But, how did Dadhichi’s bones become so strong and powerful?

Our mythology has a ready answer for this.

Earlier, the devas had left their weapons in Dadhichi’s ashram, promising to come and collect them soon. After waiting for long, the rishi lost hope that they would come back for them. He melted all the weapons and drank them. His bones absorbed the power of all the weapons. So, his bones had the power of all the divine weapons put together.

And now, do we know who was responsible for bringing the Dadhichi connection to our Parama Vir Chakra? 

It is none other than the Swiss born Savitri Khanolkar, the wife of an Indian Army officer, Vikram Khanolkar of the Sikh Regiment.

Savitri was born as Eve Yvonne Maday de Maros (20 July 1913 – 26 November 1990) in Switzerland, married Indian Army  Captain (later Major General)  Vikram Ramji Khanolkar in 1932, and subsequently changed her name to Savitri Bai Khanolkar. Having been fascinated with Indian culture, she read extensively from  Hindu scriptures and had a deep knowledge of India's ancient history and legends. She identified closely with Hindu traditions and ideals and effortlessly integrated herself into the Indian society. She could speak Marathi, Sanskrit and Hindi fluently and learned Indian music, dance and painting.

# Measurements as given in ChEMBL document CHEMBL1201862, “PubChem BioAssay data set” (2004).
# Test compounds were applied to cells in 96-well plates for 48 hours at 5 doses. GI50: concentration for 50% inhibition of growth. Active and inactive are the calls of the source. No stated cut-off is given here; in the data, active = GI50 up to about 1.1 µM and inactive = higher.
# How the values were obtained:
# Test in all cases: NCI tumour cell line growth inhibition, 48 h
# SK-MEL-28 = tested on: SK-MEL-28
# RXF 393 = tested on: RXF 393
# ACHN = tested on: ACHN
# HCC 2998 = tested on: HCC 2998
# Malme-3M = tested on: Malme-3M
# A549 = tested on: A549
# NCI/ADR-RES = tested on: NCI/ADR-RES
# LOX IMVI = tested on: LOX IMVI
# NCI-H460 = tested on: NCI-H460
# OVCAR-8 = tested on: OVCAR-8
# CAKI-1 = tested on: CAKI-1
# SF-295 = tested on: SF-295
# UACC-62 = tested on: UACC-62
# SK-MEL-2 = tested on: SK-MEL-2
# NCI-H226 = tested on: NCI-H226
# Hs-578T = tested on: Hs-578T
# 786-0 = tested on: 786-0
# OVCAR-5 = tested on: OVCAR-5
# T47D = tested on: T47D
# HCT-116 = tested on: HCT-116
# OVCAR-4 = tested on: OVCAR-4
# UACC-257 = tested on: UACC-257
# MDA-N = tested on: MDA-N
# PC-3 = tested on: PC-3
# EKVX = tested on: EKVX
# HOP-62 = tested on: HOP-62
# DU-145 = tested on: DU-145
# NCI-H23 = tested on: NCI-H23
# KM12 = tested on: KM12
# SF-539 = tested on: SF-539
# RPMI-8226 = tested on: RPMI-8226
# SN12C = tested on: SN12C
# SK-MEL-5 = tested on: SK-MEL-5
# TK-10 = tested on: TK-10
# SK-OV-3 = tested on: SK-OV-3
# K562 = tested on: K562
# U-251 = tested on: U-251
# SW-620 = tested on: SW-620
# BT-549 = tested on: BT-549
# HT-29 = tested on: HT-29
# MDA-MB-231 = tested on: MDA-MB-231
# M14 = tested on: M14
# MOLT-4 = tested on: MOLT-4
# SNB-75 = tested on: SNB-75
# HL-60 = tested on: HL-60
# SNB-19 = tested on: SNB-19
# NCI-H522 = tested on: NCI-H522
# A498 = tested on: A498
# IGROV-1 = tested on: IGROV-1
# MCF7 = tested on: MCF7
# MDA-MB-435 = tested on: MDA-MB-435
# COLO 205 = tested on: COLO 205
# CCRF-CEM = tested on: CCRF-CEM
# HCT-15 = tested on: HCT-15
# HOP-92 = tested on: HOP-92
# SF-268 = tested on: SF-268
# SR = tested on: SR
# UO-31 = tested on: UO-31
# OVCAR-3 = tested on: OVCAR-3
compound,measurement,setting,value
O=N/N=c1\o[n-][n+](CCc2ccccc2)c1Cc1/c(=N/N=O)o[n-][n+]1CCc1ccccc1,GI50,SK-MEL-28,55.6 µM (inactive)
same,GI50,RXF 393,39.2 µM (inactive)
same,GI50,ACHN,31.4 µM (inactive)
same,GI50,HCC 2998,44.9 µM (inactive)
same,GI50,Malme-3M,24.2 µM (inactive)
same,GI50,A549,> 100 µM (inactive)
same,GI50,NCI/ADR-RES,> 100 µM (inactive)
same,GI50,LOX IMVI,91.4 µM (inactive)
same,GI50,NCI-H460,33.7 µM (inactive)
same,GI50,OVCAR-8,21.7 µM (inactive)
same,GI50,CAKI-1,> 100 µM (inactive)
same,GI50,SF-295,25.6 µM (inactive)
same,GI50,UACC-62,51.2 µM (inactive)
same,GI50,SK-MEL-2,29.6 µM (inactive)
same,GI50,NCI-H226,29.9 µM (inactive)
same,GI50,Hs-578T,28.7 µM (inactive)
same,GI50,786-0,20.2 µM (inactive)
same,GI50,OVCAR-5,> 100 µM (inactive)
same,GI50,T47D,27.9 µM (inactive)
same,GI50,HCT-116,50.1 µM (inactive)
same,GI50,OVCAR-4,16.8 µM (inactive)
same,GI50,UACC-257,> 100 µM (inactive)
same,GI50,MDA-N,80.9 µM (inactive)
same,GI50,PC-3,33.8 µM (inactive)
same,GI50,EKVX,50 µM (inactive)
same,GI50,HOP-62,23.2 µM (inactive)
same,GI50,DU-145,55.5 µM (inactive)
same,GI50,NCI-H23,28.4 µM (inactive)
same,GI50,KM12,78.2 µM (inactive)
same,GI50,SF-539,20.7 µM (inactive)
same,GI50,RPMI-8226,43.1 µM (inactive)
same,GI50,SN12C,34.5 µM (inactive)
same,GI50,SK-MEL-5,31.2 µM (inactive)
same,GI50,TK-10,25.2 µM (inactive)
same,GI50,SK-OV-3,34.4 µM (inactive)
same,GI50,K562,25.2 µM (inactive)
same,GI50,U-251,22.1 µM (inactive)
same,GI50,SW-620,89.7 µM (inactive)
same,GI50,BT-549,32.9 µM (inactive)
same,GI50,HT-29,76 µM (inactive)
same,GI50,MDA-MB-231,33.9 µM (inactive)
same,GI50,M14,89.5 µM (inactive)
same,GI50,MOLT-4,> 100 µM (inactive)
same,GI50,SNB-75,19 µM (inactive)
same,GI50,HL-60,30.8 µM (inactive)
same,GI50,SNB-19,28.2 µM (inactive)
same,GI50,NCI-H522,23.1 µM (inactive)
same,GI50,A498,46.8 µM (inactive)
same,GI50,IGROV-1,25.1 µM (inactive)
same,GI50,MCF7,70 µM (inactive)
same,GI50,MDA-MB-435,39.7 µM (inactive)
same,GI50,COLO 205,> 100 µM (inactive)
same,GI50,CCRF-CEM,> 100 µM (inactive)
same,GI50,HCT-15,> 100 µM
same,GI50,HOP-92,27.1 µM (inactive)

After the decision was taken about the establishment of the gallantry awards, Jawaharlal Nehru entrusted Major General Hira Lal Atal with the responsibility of designing their medals. Major General Hira Lal Atal had heard that Savitri Bai Khanolkar was a skilful designer and had a deep knowledge of the Hindu scriptures and legends. So, he approached her and requested her to design the medal for the Parama Vir Chakra.

Savitribai gladly agreed. She felt that the medal should be a symbol of passionate patriotism and selfless sacrifice. Immediately, Sage Dadhichi’s supreme sacrifice and Emperor Shivaji’s intense patriotism came to her mind. She gave the prime place to the vajrayudha made of Dadhichi’s bones and placed Shivaji’s sword that he called ‘Bhavani’, on its both sides. Thus, India’s highest wartime medal, came to possess Indra's vajra, flanked by Shivaji's sword Bhavani

Indian Government’s Ministry of communications has honoured Maharshi Dadhichi by issuing a commemorative stamp in his honour on March 26, 1988.

Dadhichi and Thirukkural 

Is there a Dadhichi-connection to this 'Thirukkural,'

‘அன்பிலார் எல்லாம் தமக்குரியர் அன்புடையார் 

என்பும் உரியர் பிறர்க்கு.’ ? 

While talking about the greatness of love, Thiruvalluvar says, ‘People who don’t love others, keep everything for themselves, but those whose hearts are filled with love, are willing to give up their bones too for the sake of others. 

Why did Valluvar talk about the bones? Would he have used the word ‘enbu’ just to rhyme with ‘anbu’ in the previous line? Or was he referring to Sage Dadhichi, who gave up his bones to make a powerful weapon that would destroy a demon and protect humanity? 

B. Ramadevi is a teacher of English and a freelance reviewer of music and dance. Being a polyglot, she gets inputs from various sources and loves to share it with interested people. She contributes articles for Verandah Club on characters from Indian scriptures and classics.